Ties between China and Japan have been strained for months by the dispute over the islands in the East China Sea, called the Diaoyu by China and the Senkaku by Japan. The islands are currently under Japanese administrative control, but China claims they have been part of its territory since ancient times.
Now the tension has been ratcheted even higher after China unilaterally declared a new airspace defence zone over the islands. The Americans have responded by pledging their support for Japan.
Given the effective level of military deterrence on all sides of this particular dispute, the great economic cost and opportunity cost of any kind of conflict … and the fact that China has in last few years attempted to avoid escalation ... it does seem to suggest that the entire strategy is one of conflict management rather than escalation or resolution of any form.
Senior US administration officials said China's decision raises serious concerns about its intentions. And, in a show of support for Japan, two US B-52 bombers deliberately flew over the islands without notifying China.
Thirty years of economic boom have made China the world's second-largest economy and with that growth, it has sought to flex its muscles and extend its regional influence.
It openly sided with Russia and opposed any military intervention in Syria, vetoing three UN resolutions. And, despite various attempts by the US to persuade China to sanction Iran, China remained the only major player active in Tehran that refused to adhere to any international restrictions.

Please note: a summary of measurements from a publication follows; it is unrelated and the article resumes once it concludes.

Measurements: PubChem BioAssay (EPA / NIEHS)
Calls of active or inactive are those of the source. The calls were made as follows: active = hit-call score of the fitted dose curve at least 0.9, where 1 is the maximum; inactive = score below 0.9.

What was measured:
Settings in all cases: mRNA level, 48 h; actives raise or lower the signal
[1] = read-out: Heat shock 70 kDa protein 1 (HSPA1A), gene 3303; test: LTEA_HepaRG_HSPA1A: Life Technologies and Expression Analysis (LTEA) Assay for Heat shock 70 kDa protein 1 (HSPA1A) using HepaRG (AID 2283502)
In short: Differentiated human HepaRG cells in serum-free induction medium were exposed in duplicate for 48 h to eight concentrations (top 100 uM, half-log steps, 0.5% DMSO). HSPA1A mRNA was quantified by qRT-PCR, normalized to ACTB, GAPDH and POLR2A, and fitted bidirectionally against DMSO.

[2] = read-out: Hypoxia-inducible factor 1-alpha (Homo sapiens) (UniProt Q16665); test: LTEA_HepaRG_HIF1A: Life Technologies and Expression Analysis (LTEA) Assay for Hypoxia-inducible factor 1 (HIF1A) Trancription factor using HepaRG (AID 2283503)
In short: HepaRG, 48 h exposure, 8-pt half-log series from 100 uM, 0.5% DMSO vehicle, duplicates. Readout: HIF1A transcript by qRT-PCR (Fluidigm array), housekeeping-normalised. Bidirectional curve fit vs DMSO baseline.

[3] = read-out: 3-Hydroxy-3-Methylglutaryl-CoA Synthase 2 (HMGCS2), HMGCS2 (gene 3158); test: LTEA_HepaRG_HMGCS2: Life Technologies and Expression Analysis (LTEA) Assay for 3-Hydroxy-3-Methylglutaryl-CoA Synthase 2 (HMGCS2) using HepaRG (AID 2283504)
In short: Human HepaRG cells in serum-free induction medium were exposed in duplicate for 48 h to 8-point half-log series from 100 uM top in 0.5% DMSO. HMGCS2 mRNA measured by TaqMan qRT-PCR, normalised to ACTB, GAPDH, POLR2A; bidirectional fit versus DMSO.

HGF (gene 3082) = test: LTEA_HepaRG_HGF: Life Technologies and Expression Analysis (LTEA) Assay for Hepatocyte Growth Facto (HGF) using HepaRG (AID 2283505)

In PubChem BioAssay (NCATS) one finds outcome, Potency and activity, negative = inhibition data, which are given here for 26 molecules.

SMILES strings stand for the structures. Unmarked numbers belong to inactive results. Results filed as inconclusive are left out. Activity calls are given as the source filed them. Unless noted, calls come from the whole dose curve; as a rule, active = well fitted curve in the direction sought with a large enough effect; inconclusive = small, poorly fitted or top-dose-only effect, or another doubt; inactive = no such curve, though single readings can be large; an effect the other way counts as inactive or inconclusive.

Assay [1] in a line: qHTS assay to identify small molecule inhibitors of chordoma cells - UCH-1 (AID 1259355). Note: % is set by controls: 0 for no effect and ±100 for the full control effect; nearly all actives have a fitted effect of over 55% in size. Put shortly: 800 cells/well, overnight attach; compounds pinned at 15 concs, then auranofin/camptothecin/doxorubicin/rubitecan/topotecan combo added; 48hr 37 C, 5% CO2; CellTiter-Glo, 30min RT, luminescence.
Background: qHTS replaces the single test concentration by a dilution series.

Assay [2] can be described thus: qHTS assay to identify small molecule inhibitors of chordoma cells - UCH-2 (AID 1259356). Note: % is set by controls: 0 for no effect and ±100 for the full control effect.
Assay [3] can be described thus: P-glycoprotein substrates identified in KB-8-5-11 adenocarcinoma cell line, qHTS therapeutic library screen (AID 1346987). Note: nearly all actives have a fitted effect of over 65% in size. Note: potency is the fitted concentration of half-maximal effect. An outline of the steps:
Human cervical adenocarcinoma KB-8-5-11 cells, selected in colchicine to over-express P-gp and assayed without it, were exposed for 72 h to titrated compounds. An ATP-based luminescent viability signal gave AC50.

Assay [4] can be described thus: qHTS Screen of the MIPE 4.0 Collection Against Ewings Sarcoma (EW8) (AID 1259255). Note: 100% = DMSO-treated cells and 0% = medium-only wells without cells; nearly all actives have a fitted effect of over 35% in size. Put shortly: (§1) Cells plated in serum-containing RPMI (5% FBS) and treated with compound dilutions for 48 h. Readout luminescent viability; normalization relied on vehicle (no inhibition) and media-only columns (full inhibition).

In addition to the island dispute with Japan, China has also engaged in sovereignty issues with Taiwan, Vietnam, the Philippines and Malaysia.
The relationship between the US and China has been under strain of late. In 2011, the US announced a $5.9bn arms deal with Taiwan, prompting an angry response from China.
That same year, President Obama's high-profile 'pivot' towards Asia was viewed by China as a military strategy to contain its growing influence. And monetary policy continues to be a source of dispute, with the US arguing that China has deliberately undervalued its currency.
So what are China's intentions by establishing the military air defence zone? Is Washington trying to limit Beijing's power? And will they find a way to defuse the crisis?
To discuss this, Inside Story, with presenter Shiulie Ghosh, is joined by guests: Peter Ford, the bureau chief of the Christian Science Monitor in China; Christian le Miere, a senior fellow for naval forces and maritime security at the International Institute for Strategic Studies; and Richard Weitz, a senior fellow and the director of the Center for Political-Military Analysis at the Hudson Institute.
"The whole dispute with Japan over the islands ... has raised nationalist feelings for the last year or so since the crisis broke out, and when the government made this announcement on Saturday it was greeted with a good deal of enthusiasm ... by nationalist voices in China. But nationalism is a difficult force to control and while it may be that the government is keen on using and harnessing it, even the People's Liberation Army daily said, in an editorial over the weekend, before we knew that the Americans have flown the airplanes into the zone, that unless China can actually enforce this idea ... unless they can actually make people do what they asked them to do, this is an 'armchair strategy' and I think this is a risk that the government does run."
Peter Ford, Christian Science Monitor's China bureau chief